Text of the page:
Nowadays animated movies that are not CG animated are a rarity. While 3D is a new major trend in animation, the CG animation pretty much took over from all other forms of animation around seven years ago. Only a few movies using a different style of animation get a wide release in North America. Maybe that is one of the reasons why Aardman Animation’s newest output, The Pirates! Band of Misfits is so refreshing.
It has been a while now that the British-based Aardman Animations has brought a claymation movie to the big screen with the last being their Oscar-winning film Wallace & Gromit: The Curse of the Were-Rabbit. While I have always been a fan of the Wallace & Gromit short films, I wasn’t very fond of the feature film version. It was lovably rendered and amusing enough, but the Wallace & Gromit humor works best in shorts and wasn’t sustained well enough over the length of the theatrical outing. A year after that film, Aardman released their first attempt at CG animation – the criminally underrated Flushed Away. A hit with the critics, the movie unfortunately ended up as a big financial letdown and most likely led to the end of the partnership between DreamWorks and Aardman. After last year’s Christmas-themed (and also CG-animated) Arthur Christmas, Aardman finally returned to what they have become known for – stop motion clay animation. However, in a winning move the studio combined the old with the new and made The Pirates! their first 3D movie.
In this adaptation of the first book in Gideon Defoe’s The Pirates! series the plot revolves around an unnamed hapless Pirate Captain (voiced by Hugh Grant) and his attempt to win the coveted Pirate of the Year award. However, to rivaling pirates like Cutlass Liz (Salma Hayek), Peg Leg Hastings (Lenny Henry) and Black Bellamy (Jeremy Piven), Pirate Captain is little more than a joke. Stung by their insults and unwilling to lose the contest yet another year, Pirate Captain and his band of misfits (which include characters like the Albino Pirate, the Pirate with a Scarf, the Surprisingly Curvaceous Pirate – well you get the drift) are hellbent on plundering enough gold to outdo his competitors. Unfortunately the ships they come across during their raids range from leper boats over a nudist ship to a ghost ship. Just as the self-deluded Pirate Captain is about to give up, his ship stumbles upon Charles Darwin’s HMS Beagle. While there is no gold to be found on board of that vessel either, Darwin (David Tennant) recognizes Pirate Captain’s “fat parrot” Polly as the last living dodo. Pirate Captain quickly hatches a plan to go to London and present the dodo to the Royal Society. As a prize, he foolishly expects unimaginable amounts of gold. The downside of the plan – he and his crew have to venture to London, home of the pirates’ mortal enemy Queen Victoria (Imelda Staunton). Let the adventure begin!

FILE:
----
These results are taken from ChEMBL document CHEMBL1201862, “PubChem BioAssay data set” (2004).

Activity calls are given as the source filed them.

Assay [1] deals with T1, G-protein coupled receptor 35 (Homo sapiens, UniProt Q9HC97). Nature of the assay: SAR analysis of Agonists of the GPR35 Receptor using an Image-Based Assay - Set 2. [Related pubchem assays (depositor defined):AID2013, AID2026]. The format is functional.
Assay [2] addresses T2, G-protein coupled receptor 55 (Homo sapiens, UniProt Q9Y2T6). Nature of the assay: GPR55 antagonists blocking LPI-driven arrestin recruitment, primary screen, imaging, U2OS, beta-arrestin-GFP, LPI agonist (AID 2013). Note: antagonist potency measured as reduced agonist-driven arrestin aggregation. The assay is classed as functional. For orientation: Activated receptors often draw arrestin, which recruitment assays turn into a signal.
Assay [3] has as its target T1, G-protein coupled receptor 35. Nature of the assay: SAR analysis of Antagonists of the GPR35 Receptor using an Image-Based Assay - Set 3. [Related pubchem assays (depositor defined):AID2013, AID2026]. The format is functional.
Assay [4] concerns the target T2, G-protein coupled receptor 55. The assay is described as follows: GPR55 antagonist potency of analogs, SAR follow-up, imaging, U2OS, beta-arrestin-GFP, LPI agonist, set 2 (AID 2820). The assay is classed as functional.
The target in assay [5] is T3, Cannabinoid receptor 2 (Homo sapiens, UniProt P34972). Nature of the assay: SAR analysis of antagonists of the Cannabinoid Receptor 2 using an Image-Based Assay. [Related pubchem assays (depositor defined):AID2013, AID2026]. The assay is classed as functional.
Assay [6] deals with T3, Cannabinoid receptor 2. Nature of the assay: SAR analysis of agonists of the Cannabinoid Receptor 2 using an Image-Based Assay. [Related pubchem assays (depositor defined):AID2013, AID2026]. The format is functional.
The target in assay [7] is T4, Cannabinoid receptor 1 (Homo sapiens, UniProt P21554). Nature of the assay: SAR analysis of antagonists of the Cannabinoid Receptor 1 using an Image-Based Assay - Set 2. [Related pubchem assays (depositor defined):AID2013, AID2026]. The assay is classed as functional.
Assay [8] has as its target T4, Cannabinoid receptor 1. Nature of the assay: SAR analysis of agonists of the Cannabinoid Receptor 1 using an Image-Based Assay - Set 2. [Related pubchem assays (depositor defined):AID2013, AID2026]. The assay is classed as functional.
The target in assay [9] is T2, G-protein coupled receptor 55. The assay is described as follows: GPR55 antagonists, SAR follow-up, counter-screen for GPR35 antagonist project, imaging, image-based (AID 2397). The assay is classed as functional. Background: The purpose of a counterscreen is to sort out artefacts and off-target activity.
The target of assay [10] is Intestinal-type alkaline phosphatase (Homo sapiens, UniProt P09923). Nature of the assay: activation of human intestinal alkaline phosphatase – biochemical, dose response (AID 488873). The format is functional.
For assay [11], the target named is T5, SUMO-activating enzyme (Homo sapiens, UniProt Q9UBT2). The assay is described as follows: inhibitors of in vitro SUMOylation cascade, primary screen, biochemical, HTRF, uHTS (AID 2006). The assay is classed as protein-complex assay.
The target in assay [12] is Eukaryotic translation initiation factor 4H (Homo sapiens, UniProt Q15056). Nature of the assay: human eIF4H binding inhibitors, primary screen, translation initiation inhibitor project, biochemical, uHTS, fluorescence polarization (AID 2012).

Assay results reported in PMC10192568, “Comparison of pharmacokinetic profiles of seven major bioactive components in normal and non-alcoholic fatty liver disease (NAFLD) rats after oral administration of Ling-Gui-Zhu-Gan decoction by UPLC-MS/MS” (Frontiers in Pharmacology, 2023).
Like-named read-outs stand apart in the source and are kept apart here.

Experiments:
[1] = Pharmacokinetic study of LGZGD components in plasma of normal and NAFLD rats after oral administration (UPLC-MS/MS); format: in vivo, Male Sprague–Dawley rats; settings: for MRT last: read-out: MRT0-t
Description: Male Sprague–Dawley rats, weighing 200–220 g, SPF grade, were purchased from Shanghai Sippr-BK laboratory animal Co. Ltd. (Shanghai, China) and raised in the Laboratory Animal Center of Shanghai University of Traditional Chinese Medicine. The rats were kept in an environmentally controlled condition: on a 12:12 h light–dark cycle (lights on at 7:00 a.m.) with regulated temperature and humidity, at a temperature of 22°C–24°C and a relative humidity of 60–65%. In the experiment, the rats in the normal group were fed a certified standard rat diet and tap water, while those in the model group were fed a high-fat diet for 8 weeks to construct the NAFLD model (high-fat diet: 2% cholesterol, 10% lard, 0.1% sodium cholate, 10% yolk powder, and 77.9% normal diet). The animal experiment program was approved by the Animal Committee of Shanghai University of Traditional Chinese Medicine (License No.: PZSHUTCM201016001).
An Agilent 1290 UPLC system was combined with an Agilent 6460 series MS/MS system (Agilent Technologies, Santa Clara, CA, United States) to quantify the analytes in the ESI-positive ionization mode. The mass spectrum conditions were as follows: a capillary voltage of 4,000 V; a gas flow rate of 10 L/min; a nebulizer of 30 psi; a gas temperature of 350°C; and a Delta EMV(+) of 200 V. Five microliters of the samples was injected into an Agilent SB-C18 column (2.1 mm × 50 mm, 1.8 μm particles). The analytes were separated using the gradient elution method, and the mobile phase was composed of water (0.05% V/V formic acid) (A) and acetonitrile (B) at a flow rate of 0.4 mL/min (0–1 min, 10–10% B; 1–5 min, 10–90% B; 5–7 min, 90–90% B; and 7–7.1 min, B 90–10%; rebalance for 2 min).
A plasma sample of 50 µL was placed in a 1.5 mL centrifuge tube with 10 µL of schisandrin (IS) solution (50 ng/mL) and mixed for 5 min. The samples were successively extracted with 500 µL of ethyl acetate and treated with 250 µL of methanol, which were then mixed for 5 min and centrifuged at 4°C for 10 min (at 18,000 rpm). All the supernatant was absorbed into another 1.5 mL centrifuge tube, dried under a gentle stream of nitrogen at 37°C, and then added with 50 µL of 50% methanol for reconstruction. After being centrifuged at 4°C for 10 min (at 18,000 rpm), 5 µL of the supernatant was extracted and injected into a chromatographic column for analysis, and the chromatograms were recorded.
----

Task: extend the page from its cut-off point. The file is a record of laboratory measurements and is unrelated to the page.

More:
The plot sounds delightfully crazy and the film delivers. Peter Lord, who has previously directed Aardman’s claymation hit Chicken Run, hits all the right notes here. The blend of stop motion with CG-backgrounds is seamless and provides for some great visuals. The figures, hand-shaped with great attention to detail and a lot of wonderful imperfections, are very charming to them and the 3D enhances the experience well. There is something really beautiful about this old-fashioned approach meeting the newest trend in filmmaking.
But of course even the greatest visuals wouldn’t make this a good movie if the characters, the story and, most of all the humor, didn’t work. It does, though, giving the audiences one of the best comedies in a while, animated or otherwise. This is a truly anarchistic picture featuring a great lot of madcap ideas that we are used to from Aardman. The anachronisms are aplenty as we get to meet a young and flirtatious Jane Austen (who in real life died before Queen Victoria was even born), the Elephant Man and of course the two aforementioned figures – Queen Victoria and Charles Darwin (who is madly in love with the former). The comical highlight of the film, however, has got to be Darwin’s mute chimp servant, Mr. Bobo – a so-called “manpanzee”. It wears a tailcoat, a monocle and communicates via words on flashcards that he is holding up. The movie plays very well with that idea, having the audiences basically read the film’s funniest gags. The relationship between Mr. Bobo and Darwin is clearly a nod to Aardman’s most popular heroes, Wallace and Gromit.
Yes, lunacy is all around here (watch one for the most amazing bathtub chase scene in cinema history!) and one has to enjoy the particular brand of wry humor and happy insanity to fully enjoy this. It is not quite up to the standards of Aardman’s early works, but it is still loads of unabashed fun that doesn’t need to rely on the currently very popular pop culture jokes or bathroom humor. It is a movie that adults can enjoy every single bit as much as their kids if not even more. Here’s hoping that Aaardman will provide us with a sequel to this as there are still another four books in the series waiting to be adapted.